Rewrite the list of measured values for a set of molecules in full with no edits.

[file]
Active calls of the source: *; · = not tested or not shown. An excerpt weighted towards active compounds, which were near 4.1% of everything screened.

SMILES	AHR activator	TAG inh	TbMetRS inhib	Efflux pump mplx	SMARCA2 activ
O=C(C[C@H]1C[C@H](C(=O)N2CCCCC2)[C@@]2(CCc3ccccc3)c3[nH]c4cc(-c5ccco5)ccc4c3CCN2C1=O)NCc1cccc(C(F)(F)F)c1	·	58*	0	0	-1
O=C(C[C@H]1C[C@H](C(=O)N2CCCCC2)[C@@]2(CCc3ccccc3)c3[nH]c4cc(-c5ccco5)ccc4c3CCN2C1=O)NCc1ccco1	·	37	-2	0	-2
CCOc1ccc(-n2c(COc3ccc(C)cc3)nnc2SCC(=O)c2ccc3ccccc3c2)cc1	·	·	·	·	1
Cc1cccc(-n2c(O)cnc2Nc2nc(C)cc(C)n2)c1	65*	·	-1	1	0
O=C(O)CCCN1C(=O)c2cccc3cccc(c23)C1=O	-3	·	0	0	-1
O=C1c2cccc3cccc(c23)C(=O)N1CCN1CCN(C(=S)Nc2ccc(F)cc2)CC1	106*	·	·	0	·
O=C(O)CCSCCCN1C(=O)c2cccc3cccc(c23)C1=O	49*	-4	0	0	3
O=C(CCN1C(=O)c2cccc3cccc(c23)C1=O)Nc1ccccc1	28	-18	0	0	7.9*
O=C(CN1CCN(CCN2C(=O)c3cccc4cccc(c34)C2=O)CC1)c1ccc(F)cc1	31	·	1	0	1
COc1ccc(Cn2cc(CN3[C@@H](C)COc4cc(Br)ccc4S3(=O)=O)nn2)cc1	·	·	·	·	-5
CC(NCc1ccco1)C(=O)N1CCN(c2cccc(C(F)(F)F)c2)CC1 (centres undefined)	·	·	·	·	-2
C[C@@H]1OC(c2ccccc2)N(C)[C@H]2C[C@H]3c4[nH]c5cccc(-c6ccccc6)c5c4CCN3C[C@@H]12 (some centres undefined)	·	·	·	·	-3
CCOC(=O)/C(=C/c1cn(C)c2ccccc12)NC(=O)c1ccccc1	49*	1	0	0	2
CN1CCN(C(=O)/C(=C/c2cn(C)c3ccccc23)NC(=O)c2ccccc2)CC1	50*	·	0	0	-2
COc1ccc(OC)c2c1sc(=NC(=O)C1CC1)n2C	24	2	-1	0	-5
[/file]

Active calls of the source: *; · = not tested or not shown. An excerpt weighted towards active compounds, which were near 4.1% of everything screened.

SMILES	AHR activator	TAG inh	TbMetRS inhib	Efflux pump mplx	SMARCA2 activ
O=C(C[C@H]1C[C@H](C(=O)N2CCCCC2)[C@@]2(CCc3ccccc3)c3[nH]c4cc(-c5ccco5)ccc4c3CCN2C1=O)NCc1cccc(C(F)(F)F)c1	·	58*	0	0	-1
O=C(C[C@H]1C[C@H](C(=O)N2CCCCC2)[C@@]2(CCc3ccccc3)c3[nH]c4cc(-c5ccco5)ccc4c3CCN2C1=O)NCc1ccco1	·	37	-2	0	-2
CCOc1ccc(-n2c(COc3ccc(C)cc3)nnc2SCC(=O)c2ccc3ccccc3c2)cc1	·	·	·	·	1
Cc1cccc(-n2c(O)cnc2Nc2nc(C)cc(C)n2)c1	65*	·	-1	1	0
O=C(O)CCCN1C(=O)c2cccc3cccc(c23)C1=O	-3	·	0	0	-1
O=C1c2cccc3cccc(c23)C(=O)N1CCN1CCN(C(=S)Nc2ccc(F)cc2)CC1	106*	·	·	0	·
O=C(O)CCSCCCN1C(=O)c2cccc3cccc(c23)C1=O	49*	-4	0	0	3
O=C(CCN1C(=O)c2cccc3cccc(c23)C1=O)Nc1ccccc1	28	-18	0	0	7.9*
O=C(CN1CCN(CCN2C(=O)c3cccc4cccc(c34)C2=O)CC1)c1ccc(F)cc1	31	·	1	0	1
COc1ccc(Cn2cc(CN3[C@@H](C)COc4cc(Br)ccc4S3(=O)=O)nn2)cc1	·	·	·	·	-5
CC(NCc1ccco1)C(=O)N1CCN(c2cccc(C(F)(F)F)c2)CC1 (centres undefined)	·	·	·	·	-2
C[C@@H]1OC(c2ccccc2)N(C)[C@H]2C[C@H]3c4[nH]c5cccc(-c6ccccc6)c5c4CCN3C[C@@H]12 (some centres undefined)	·	·	·	·	-3
CCOC(=O)/C(=C/c1cn(C)c2ccccc12)NC(=O)c1ccccc1	49*	1	0	0	2
CN1CCN(C(=O)/C(=C/c2cn(C)c3ccccc23)NC(=O)c2ccccc2)CC1	50*	·	0	0	-2
COc1ccc(OC)c2c1sc(=NC(=O)C1CC1)n2C	24	2	-1	0	-5